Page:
Efflorescence (white powdery substance) on the wall indicates moisture is in contact with the concrete or masonry. This does not necessarily indicate that intrusion will occur. I recommend checking the gutters and the downspout drain lines for proper operation. Also, waterproofing paint could be applied to the interior side of the wall if necessary. Efflorescence is found on many properties without water intrusion occurring inside the property. But, it should alert you to the possibility that future steps may be needed. A qualified contractor should evaluate and repair as necessary.
Negative Grading (exterior)
The property had areas of neutral or negative drainage, which will route runoff from precipitation to the foundation. Excessive moisture content in soil supporting the foundation can cause foundation and other structural damage from undermining, heaving, or settling, depending on soil composition, moisture content, and other conditions. The ground around the property should slope away from all sides. Ideally, 6” of fall in the first 5’ is recommended by most soil engineers for landscape areas, and then 2% (1/4” per foot thereafter). Downspouts, surface gutters, and drains should also be directing water away from the foundation. A qualified contractor should evaluate and repair as necessary according to current standards.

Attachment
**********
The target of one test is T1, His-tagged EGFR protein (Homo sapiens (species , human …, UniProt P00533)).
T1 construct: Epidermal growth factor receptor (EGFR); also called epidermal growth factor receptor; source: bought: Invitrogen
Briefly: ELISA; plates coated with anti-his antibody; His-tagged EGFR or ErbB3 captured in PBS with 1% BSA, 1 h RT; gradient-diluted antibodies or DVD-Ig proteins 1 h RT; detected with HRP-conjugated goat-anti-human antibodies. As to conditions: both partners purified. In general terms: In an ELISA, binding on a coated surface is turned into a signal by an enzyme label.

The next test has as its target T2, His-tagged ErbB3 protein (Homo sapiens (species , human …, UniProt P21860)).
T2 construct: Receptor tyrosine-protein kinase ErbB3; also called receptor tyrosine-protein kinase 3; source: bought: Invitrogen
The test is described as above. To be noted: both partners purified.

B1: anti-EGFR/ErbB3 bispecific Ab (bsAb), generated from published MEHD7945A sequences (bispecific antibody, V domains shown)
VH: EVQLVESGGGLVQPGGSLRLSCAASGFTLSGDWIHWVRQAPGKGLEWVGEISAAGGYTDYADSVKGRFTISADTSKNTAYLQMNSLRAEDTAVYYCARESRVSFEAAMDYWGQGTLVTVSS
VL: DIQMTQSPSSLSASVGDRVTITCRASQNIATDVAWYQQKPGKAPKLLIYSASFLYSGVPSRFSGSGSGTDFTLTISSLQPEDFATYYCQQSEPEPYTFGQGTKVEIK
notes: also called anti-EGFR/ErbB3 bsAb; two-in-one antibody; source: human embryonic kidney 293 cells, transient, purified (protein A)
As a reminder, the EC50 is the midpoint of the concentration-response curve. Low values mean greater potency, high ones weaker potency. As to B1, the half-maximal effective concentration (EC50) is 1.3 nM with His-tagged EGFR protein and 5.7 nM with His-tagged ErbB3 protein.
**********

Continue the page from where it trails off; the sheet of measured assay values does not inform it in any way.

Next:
Downspout Extensions Too Short (exterior)
One or more downspout extensions were too short. Recommend installing 6-8ft long (or greater as needed) extensions to divert rainwater runoff away from the property.
Ventilation Insufficient (crawlspace)
There was no or insufficient ventilation present for the crawlspace. Recommend adding additional ventilation as needed. A qualified contractor should evaluate and repair or replace as necessary and according to current standards.